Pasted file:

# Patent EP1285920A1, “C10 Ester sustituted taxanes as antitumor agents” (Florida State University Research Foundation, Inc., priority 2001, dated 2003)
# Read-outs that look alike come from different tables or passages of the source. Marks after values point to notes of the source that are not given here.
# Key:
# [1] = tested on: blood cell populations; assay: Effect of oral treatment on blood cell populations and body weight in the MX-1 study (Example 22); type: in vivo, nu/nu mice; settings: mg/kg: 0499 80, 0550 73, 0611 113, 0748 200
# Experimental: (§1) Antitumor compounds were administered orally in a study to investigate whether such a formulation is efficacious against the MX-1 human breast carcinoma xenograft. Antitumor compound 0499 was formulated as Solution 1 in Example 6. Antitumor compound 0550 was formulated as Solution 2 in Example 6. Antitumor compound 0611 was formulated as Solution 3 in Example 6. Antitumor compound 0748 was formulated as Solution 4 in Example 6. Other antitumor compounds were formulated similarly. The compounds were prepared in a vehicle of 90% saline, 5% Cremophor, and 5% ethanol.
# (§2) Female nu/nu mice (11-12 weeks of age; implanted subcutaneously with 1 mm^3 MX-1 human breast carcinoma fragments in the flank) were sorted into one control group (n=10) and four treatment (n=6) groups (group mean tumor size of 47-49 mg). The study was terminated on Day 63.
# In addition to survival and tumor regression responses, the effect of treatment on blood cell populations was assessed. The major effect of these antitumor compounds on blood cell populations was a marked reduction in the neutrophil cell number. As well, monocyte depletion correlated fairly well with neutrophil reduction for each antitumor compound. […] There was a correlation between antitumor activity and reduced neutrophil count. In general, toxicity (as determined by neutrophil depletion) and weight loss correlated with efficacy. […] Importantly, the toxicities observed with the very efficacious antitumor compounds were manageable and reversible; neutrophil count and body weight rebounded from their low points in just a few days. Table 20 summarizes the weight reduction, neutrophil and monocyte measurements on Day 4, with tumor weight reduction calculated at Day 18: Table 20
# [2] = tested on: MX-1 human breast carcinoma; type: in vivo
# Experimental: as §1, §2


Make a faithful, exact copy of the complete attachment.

# Patent EP1285920A1, “C10 Ester sustituted taxanes as antitumor agents” (Florida State University Research Foundation, Inc., priority 2001, dated 2003)
# Read-outs that look alike come from different tables or passages of the source. Marks after values point to notes of the source that are not given here.
# Key:
# [1] = tested on: blood cell populations; assay: Effect of oral treatment on blood cell populations and body weight in the MX-1 study (Example 22); type: in vivo, nu/nu mice; settings: mg/kg: 0499 80, 0550 73, 0611 113, 0748 200
# Experimental: (§1) Antitumor compounds were administered orally in a study to investigate whether such a formulation is efficacious against the MX-1 human breast carcinoma xenograft. Antitumor compound 0499 was formulated as Solution 1 in Example 6. Antitumor compound 0550 was formulated as Solution 2 in Example 6. Antitumor compound 0611 was formulated as Solution 3 in Example 6. Antitumor compound 0748 was formulated as Solution 4 in Example 6. Other antitumor compounds were formulated similarly. The compounds were prepared in a vehicle of 90% saline, 5% Cremophor, and 5% ethanol.
# (§2) Female nu/nu mice (11-12 weeks of age; implanted subcutaneously with 1 mm^3 MX-1 human breast carcinoma fragments in the flank) were sorted into one control group (n=10) and four treatment (n=6) groups (group mean tumor size of 47-49 mg). The study was terminated on Day 63.
# In addition to survival and tumor regression responses, the effect of treatment on blood cell populations was assessed. The major effect of these antitumor compounds on blood cell populations was a marked reduction in the neutrophil cell number. As well, monocyte depletion correlated fairly well with neutrophil reduction for each antitumor compound. […] There was a correlation between antitumor activity and reduced neutrophil count. In general, toxicity (as determined by neutrophil depletion) and weight loss correlated with efficacy. […] Importantly, the toxicities observed with the very efficacious antitumor compounds were manageable and reversible; neutrophil count and body weight rebounded from their low points in just a few days. Table 20 summarizes the weight reduction, neutrophil and monocyte measurements on Day 4, with tumor weight reduction calculated at Day 18: Table 20
# [2] = tested on: MX-1 human breast carcinoma; type: in vivo
# Experimental: as §1, §2